5. You open yourself up to resentment and lack of joy & fulfilment in life
People who can’t say ‘no’ end up suffering from a lot of resentment. They resent the people they said ‘yes’ to because they can feel taken advantage of by them.
6. You open yourself up to more anxiety
Having too much on your plate beyond your maximum capacity leads to more anxiety as you battle to cope with all of the demands made on you.
Anxiety also arises when you don’t have enough margin for rest and recuperation.
7. You lose a sense of identity
Saying ‘yes’ to anything that comes our way from others means we’re saying ‘no’ to who we really are and what we really want.
We lose our sense of identity because we’re spending so little time doing things that are true to our own nature.
8. Financial implications
You will end up earning less money than you’re really capable of because you’re spread too thin, and thus less effective at what you do.
HOW TO SAY NO
Firstly, we need to have the right mindset, because it’s our wrong beliefs that prevented us from saying ‘no’ in the first place.
1. DEVELOP THE RIGHT MINDSET
Wrong beliefs you may have :
2. ‘It’s selfish to say ‘no’ to others’
Do you think of literally everyone’s physical or emotional needs before your own?
If you find yourself remotely panicked, stressed or regularly having to neglect time for relaxation, rest and fun, then you’re doing too much.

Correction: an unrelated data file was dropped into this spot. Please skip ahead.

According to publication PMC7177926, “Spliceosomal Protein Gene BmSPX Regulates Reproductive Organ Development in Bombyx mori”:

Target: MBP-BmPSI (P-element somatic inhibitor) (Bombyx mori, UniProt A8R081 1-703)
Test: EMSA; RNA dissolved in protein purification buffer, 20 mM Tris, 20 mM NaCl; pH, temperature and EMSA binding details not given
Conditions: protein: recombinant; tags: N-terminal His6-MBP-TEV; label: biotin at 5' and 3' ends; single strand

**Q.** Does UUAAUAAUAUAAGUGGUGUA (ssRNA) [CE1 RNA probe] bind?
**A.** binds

3. ‘People won’t like me if I say no’
Think about this – if someone dislikes you JUST BECAUSE you said ‘no’ to a request they made of you, are they a reasonable person? Are they justified in not respecting your ‘no’? Of course not.
4. ‘If there’s a need, I should help’
The rescuers amongst us normally fall foul to this huge fallacy. We take responsibility for everyone’s problems, even those they should be carrying themselves.
5. ‘I’ll be letting people down if I say ‘no’’
The assumption behind this belief is that YOU and YOU ALONE are responsible for meeting someone’s need. In reality, there may be a number of potential people who can all help with a request.
6. ‘I can’t say no – I don’t know how’
Saying ‘no’ is just a learnable skill. Keep reading – there’s wording below to help you – all you have to do is practice it.
7. ‘I’m afraid of the angry response I’ll get if I say no’
In fact, people are more likely to respect you if you know and exercise your boundaries with them.
‘What will people think?’
We worry too much about what other people think of us.
But here’s the truth about possible thoughts people will have :
‘Ok, I’ll just go ask someone else’
‘She/He just doesn’t have time – fair enough’